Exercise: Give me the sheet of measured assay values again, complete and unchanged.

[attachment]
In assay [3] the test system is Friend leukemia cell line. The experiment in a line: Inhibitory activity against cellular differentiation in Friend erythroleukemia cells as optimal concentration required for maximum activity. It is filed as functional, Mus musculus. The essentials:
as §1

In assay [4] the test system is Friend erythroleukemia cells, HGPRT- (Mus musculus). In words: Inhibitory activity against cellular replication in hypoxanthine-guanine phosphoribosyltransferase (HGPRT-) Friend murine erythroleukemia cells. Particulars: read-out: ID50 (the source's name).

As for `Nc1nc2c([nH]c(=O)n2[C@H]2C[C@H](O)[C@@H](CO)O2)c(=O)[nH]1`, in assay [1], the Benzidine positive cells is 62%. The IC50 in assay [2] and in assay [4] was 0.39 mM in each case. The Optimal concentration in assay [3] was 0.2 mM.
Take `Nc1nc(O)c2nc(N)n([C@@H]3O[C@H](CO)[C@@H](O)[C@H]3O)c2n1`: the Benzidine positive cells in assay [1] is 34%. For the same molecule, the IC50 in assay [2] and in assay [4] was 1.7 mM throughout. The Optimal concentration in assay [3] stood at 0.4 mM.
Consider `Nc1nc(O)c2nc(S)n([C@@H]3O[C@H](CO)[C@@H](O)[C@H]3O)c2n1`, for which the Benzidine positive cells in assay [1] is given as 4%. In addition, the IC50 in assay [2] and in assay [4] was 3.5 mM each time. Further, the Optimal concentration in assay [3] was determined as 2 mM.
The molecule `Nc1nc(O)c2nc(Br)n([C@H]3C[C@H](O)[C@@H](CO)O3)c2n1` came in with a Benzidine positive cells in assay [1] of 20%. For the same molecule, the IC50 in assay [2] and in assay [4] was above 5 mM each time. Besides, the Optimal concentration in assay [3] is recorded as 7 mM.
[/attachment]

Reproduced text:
In assay [3] the test system is Friend leukemia cell line. The experiment in a line: Inhibitory activity against cellular differentiation in Friend erythroleukemia cells as optimal concentration required for maximum activity. It is filed as functional, Mus musculus. The essentials:
as §1

In assay [4] the test system is Friend erythroleukemia cells, HGPRT- (Mus musculus). In words: Inhibitory activity against cellular replication in hypoxanthine-guanine phosphoribosyltransferase (HGPRT-) Friend murine erythroleukemia cells. Particulars: read-out: ID50 (the source's name).

As for `Nc1nc2c([nH]c(=O)n2[C@H]2C[C@H](O)[C@@H](CO)O2)c(=O)[nH]1`, in assay [1], the Benzidine positive cells is 62%. The IC50 in assay [2] and in assay [4] was 0.39 mM in each case. The Optimal concentration in assay [3] was 0.2 mM.
Take `Nc1nc(O)c2nc(N)n([C@@H]3O[C@H](CO)[C@@H](O)[C@H]3O)c2n1`: the Benzidine positive cells in assay [1] is 34%. For the same molecule, the IC50 in assay [2] and in assay [4] was 1.7 mM throughout. The Optimal concentration in assay [3] stood at 0.4 mM.
Consider `Nc1nc(O)c2nc(S)n([C@@H]3O[C@H](CO)[C@@H](O)[C@H]3O)c2n1`, for which the Benzidine positive cells in assay [1] is given as 4%. In addition, the IC50 in assay [2] and in assay [4] was 3.5 mM each time. Further, the Optimal concentration in assay [3] was determined as 2 mM.
The molecule `Nc1nc(O)c2nc(Br)n([C@H]3C[C@H](O)[C@@H](CO)O3)c2n1` came in with a Benzidine positive cells in assay [1] of 20%. For the same molecule, the IC50 in assay [2] and in assay [4] was above 5 mM each time. Besides, the Optimal concentration in assay [3] is recorded as 7 mM.